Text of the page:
My husband recently asked me what I was writing—I told him it was a secret. Not that it was (his reading my blog has made many secrets come to the surface), I was just being a smart-ass. But I went on to tell him that I’m don’t think I like full disclosure, that secrets make everything more interesting—and they do. And yes, I know that trouble, or the potential for trouble, is intrinsic to secrets, but imagination rules for the fiction writer, and secrets fuel the imagination.
I had the tremendous privilege of being a student in Laura Oliver’s memoir and essay class at St. John’s College in Annapolis. The class was small, intentionally so, maybe 10 or 12 writer wanna-be’s. There was a very pretty blue-haired lady (and I’m comfortable in saying that, as I’m also a blue-haired lady) that liked my writing and took an interest in me, inviting me for coffee or lunch. I’m a terrible meet-for-coffee-or-lunch kind of gal. I’m not sure why—that’s another post—but I met her for lunch and of course, it was lovely—the conversation was easy and she had the most striking blue eyes. And then she asked me, “what do you do for fun,” and I froze, I choked. I knew without a moments hesitation what it was I did for fun—but I couldn’t tell her! What do I say? That I smoke pot and am in the process of writing a dirty book and a dirty European is my muse and I masturbate to his letters and I share it all with my best friend and we gasp and laugh and wonder about life and men and it’s the best thing ever? Do I tell her that? No. I tell her it’s a secret. A secret. I can’t say what I do for fun because it’s a secret. How stupid is that? This same best friend asked, “couldn’t you make something up, Ms. fiction? Trout fishing, quilting, playin’ the ponies? A secret?” Yup. A secret was the best I could come up with.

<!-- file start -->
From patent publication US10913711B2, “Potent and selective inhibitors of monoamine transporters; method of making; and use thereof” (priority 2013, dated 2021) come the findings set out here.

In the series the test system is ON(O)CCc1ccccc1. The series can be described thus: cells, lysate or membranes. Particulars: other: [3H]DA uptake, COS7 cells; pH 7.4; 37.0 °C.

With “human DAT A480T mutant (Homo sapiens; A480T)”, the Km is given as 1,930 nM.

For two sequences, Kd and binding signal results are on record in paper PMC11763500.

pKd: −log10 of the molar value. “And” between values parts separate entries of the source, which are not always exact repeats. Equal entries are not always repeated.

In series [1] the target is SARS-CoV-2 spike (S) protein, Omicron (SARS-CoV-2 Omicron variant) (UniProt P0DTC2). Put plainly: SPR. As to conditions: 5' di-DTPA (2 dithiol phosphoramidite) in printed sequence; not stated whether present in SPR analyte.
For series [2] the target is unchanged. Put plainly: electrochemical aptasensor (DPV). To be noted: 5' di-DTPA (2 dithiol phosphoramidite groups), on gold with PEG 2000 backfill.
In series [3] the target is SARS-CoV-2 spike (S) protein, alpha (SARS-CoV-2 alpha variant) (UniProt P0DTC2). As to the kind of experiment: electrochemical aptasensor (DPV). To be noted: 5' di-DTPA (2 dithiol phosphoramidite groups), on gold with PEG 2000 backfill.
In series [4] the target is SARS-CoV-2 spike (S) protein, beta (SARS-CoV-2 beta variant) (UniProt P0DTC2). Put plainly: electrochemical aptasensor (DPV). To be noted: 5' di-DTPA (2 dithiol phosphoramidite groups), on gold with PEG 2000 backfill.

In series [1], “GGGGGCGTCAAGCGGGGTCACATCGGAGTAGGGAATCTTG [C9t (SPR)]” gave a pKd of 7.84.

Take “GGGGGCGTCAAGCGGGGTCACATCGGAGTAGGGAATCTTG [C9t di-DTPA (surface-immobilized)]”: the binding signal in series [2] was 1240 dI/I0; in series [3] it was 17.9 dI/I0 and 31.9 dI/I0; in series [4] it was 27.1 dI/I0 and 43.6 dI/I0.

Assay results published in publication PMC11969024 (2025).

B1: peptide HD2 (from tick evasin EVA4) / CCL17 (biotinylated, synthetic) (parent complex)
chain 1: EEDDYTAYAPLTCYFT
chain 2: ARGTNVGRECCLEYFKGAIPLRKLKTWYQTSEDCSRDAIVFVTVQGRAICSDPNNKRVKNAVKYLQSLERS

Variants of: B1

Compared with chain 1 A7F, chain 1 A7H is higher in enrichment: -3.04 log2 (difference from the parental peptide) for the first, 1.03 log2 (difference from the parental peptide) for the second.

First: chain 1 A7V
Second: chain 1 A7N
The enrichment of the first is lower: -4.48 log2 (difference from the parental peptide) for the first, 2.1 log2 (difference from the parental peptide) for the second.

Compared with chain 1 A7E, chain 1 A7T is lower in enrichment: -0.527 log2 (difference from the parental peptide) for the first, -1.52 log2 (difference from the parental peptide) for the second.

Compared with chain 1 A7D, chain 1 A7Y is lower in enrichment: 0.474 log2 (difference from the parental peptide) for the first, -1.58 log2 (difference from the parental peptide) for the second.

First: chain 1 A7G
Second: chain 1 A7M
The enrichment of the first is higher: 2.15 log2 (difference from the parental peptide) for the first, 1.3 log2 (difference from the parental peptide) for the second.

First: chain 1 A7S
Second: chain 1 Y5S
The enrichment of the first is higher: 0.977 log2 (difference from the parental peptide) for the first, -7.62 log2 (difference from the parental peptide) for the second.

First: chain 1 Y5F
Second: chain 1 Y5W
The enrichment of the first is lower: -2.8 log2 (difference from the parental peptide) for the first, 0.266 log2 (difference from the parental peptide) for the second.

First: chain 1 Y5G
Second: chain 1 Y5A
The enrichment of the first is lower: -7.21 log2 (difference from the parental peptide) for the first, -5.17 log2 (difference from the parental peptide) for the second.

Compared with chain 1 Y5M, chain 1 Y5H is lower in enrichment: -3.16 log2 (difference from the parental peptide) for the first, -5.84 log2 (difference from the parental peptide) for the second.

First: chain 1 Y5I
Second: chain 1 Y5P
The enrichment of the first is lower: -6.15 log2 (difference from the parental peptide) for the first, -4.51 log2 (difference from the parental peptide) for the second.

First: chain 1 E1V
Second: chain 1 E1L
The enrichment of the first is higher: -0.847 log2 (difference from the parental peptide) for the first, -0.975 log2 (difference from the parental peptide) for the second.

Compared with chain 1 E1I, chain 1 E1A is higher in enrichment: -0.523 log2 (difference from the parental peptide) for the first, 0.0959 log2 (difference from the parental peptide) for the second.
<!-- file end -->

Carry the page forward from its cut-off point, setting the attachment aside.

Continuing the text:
You could be the sole proprietor of a secret or it could be owned by a number of people. A secret can be good or bad, as is the disclosure of a secret. What one does with the information can certainly go in any direction. But the secret itself is nothing more than that which remains unseen and unknown by others, and isn’t that mysterious, intriguing? Doesn’t the concept of a secret get your imagination going? A writer can take a secret wherever he or she wants it to go. Write what you don’t want anyone to know. Your secret. Put it to paper and ooh la la.
photo credit: dnaindia.com